Excessive and addictive use of the Internet

Prevalence, Related Contents, Predictors, and Psychological Consequences

Authored by: Kai W. Müller , Michael Dreier , Klaus Wölfling

The Routledge Handbook of Media Use and Well-Being

Print publication date:  July  2016
Online publication date:  June  2016

Print ISBN: 9781138886582
eBook ISBN: 9781315714752
Adobe ISBN: 9781317501954

10.4324/9781315714752.ch17

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Abstract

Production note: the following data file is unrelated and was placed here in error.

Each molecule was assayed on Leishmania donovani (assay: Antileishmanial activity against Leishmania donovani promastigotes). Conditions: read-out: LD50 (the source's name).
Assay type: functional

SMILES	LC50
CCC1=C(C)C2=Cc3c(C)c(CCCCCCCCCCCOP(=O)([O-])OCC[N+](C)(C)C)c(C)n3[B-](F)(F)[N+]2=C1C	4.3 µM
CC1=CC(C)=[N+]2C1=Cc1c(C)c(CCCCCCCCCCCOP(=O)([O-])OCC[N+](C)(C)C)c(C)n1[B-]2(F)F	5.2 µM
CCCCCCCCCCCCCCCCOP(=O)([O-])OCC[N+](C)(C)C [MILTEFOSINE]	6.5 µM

There are few modern phenomena in communication and media psychology causing such fierce controversies among professionals as the keywords “Internet Addiction.” First mentioned in a clinical case example by psychotherapist Kimberly Young (1998), the term soon spread around the globe, partly used as a humorous metaphor for the frantic modern days of worldwide connectedness (Goldberg, 1995), partly used to indicate an emerging new diagnosis of some clinical psychologists and psychiatrists (Shapira et al., 2003). In 2007 the American Medical Association published a position paper on the matter (CSAPH Report, 2007), suggesting that Internet Addiction may be an occurring health issue, yet at the same time emphasizing the still-lacking evidence for considering Internet Addiction as a new clinical entity.

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